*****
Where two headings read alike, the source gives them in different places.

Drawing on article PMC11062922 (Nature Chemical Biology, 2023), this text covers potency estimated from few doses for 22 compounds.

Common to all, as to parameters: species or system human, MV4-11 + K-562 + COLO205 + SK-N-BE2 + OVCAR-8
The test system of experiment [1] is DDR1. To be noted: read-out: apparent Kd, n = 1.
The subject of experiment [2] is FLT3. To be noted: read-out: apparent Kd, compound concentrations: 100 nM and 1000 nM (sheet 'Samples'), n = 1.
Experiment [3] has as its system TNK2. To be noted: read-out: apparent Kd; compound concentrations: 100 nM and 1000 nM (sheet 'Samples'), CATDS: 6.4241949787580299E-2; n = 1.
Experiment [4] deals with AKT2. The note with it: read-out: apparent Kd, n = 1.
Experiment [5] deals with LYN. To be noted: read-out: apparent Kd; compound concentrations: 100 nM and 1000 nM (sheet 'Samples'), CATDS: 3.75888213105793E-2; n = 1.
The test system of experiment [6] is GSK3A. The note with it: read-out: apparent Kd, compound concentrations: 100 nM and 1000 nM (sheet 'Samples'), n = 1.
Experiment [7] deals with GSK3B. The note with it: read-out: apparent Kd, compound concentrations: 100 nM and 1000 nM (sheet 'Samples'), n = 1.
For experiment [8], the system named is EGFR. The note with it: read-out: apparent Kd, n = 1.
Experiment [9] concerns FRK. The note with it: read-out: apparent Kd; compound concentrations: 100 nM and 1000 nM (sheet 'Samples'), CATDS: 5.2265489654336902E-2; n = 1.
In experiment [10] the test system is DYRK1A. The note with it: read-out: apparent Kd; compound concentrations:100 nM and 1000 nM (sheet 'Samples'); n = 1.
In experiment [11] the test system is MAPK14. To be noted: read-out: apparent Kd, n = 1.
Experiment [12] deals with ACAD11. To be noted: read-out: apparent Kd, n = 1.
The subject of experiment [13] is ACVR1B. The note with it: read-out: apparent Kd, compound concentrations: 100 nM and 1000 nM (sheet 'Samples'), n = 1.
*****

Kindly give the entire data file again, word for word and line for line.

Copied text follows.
Where two headings read alike, the source gives them in different places.

Drawing on article PMC11062922 (Nature Chemical Biology, 2023), this text covers potency estimated from few doses for 22 compounds.

Common to all, as to parameters: species or system human, MV4-11 + K-562 + COLO205 + SK-N-BE2 + OVCAR-8
The test system of experiment [1] is DDR1. To be noted: read-out: apparent Kd, n = 1.
The subject of experiment [2] is FLT3. To be noted: read-out: apparent Kd, compound concentrations: 100 nM and 1000 nM (sheet 'Samples'), n = 1.
Experiment [3] has as its system TNK2. To be noted: read-out: apparent Kd; compound concentrations: 100 nM and 1000 nM (sheet 'Samples'), CATDS: 6.4241949787580299E-2; n = 1.
Experiment [4] deals with AKT2. The note with it: read-out: apparent Kd, n = 1.
Experiment [5] deals with LYN. To be noted: read-out: apparent Kd; compound concentrations: 100 nM and 1000 nM (sheet 'Samples'), CATDS: 3.75888213105793E-2; n = 1.
The test system of experiment [6] is GSK3A. The note with it: read-out: apparent Kd, compound concentrations: 100 nM and 1000 nM (sheet 'Samples'), n = 1.
Experiment [7] deals with GSK3B. The note with it: read-out: apparent Kd, compound concentrations: 100 nM and 1000 nM (sheet 'Samples'), n = 1.
For experiment [8], the system named is EGFR. The note with it: read-out: apparent Kd, n = 1.
Experiment [9] concerns FRK. The note with it: read-out: apparent Kd; compound concentrations: 100 nM and 1000 nM (sheet 'Samples'), CATDS: 5.2265489654336902E-2; n = 1.
In experiment [10] the test system is DYRK1A. The note with it: read-out: apparent Kd; compound concentrations:100 nM and 1000 nM (sheet 'Samples'); n = 1.
In experiment [11] the test system is MAPK14. To be noted: read-out: apparent Kd, n = 1.
Experiment [12] deals with ACAD11. To be noted: read-out: apparent Kd, n = 1.
The subject of experiment [13] is ACVR1B. The note with it: read-out: apparent Kd, compound concentrations: 100 nM and 1000 nM (sheet 'Samples'), n = 1.